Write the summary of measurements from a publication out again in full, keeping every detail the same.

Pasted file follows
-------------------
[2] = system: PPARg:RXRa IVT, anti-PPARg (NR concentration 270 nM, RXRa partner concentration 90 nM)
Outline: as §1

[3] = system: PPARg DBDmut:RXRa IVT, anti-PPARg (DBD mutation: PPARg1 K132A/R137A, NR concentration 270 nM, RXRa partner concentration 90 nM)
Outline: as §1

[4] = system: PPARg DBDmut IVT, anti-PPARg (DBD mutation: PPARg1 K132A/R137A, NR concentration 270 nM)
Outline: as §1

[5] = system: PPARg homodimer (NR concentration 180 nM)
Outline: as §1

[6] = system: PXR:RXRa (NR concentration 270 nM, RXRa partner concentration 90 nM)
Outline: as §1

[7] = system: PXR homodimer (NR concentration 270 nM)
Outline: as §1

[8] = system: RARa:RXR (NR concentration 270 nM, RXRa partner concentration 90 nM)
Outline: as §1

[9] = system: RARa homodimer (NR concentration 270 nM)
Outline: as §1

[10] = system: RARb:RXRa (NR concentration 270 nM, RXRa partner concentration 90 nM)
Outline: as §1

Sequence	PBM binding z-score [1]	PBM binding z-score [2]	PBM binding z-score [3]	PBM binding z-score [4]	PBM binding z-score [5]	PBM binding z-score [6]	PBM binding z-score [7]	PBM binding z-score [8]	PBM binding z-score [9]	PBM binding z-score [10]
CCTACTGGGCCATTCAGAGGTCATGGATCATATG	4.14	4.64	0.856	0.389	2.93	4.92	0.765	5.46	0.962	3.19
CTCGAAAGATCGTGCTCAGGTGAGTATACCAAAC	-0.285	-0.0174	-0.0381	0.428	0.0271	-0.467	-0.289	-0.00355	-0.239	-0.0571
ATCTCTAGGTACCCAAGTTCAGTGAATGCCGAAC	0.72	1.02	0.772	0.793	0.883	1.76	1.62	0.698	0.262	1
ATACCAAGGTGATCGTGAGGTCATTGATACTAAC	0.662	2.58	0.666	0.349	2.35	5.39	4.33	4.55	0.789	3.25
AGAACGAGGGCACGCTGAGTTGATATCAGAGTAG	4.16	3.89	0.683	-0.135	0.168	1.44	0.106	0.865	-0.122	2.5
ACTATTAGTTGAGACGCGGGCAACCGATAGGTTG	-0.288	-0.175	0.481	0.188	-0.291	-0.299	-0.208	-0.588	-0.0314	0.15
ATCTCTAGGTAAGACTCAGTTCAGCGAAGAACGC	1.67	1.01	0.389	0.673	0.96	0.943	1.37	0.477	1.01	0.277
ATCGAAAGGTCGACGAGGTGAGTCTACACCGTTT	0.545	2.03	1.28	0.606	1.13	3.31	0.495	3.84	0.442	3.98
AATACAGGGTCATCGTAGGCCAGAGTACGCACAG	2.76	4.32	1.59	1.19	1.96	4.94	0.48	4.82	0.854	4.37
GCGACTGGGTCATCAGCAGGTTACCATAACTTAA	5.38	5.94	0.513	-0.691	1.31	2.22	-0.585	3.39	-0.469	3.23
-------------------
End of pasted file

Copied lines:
[2] = system: PPARg:RXRa IVT, anti-PPARg (NR concentration 270 nM, RXRa partner concentration 90 nM)
Outline: as §1

[3] = system: PPARg DBDmut:RXRa IVT, anti-PPARg (DBD mutation: PPARg1 K132A/R137A, NR concentration 270 nM, RXRa partner concentration 90 nM)
Outline: as §1

[4] = system: PPARg DBDmut IVT, anti-PPARg (DBD mutation: PPARg1 K132A/R137A, NR concentration 270 nM)
Outline: as §1

[5] = system: PPARg homodimer (NR concentration 180 nM)
Outline: as §1

[6] = system: PXR:RXRa (NR concentration 270 nM, RXRa partner concentration 90 nM)
Outline: as §1

[7] = system: PXR homodimer (NR concentration 270 nM)
Outline: as §1

[8] = system: RARa:RXR (NR concentration 270 nM, RXRa partner concentration 90 nM)
Outline: as §1

[9] = system: RARa homodimer (NR concentration 270 nM)
Outline: as §1

[10] = system: RARb:RXRa (NR concentration 270 nM, RXRa partner concentration 90 nM)
Outline: as §1

Sequence	PBM binding z-score [1]	PBM binding z-score [2]	PBM binding z-score [3]	PBM binding z-score [4]	PBM binding z-score [5]	PBM binding z-score [6]	PBM binding z-score [7]	PBM binding z-score [8]	PBM binding z-score [9]	PBM binding z-score [10]
CCTACTGGGCCATTCAGAGGTCATGGATCATATG	4.14	4.64	0.856	0.389	2.93	4.92	0.765	5.46	0.962	3.19
CTCGAAAGATCGTGCTCAGGTGAGTATACCAAAC	-0.285	-0.0174	-0.0381	0.428	0.0271	-0.467	-0.289	-0.00355	-0.239	-0.0571
ATCTCTAGGTACCCAAGTTCAGTGAATGCCGAAC	0.72	1.02	0.772	0.793	0.883	1.76	1.62	0.698	0.262	1
ATACCAAGGTGATCGTGAGGTCATTGATACTAAC	0.662	2.58	0.666	0.349	2.35	5.39	4.33	4.55	0.789	3.25
AGAACGAGGGCACGCTGAGTTGATATCAGAGTAG	4.16	3.89	0.683	-0.135	0.168	1.44	0.106	0.865	-0.122	2.5
ACTATTAGTTGAGACGCGGGCAACCGATAGGTTG	-0.288	-0.175	0.481	0.188	-0.291	-0.299	-0.208	-0.588	-0.0314	0.15
ATCTCTAGGTAAGACTCAGTTCAGCGAAGAACGC	1.67	1.01	0.389	0.673	0.96	0.943	1.37	0.477	1.01	0.277
ATCGAAAGGTCGACGAGGTGAGTCTACACCGTTT	0.545	2.03	1.28	0.606	1.13	3.31	0.495	3.84	0.442	3.98
AATACAGGGTCATCGTAGGCCAGAGTACGCACAG	2.76	4.32	1.59	1.19	1.96	4.94	0.48	4.82	0.854	4.37
GCGACTGGGTCATCAGCAGGTTACCATAACTTAA	5.38	5.94	0.513	-0.691	1.31	2.22	-0.585	3.39	-0.469	3.23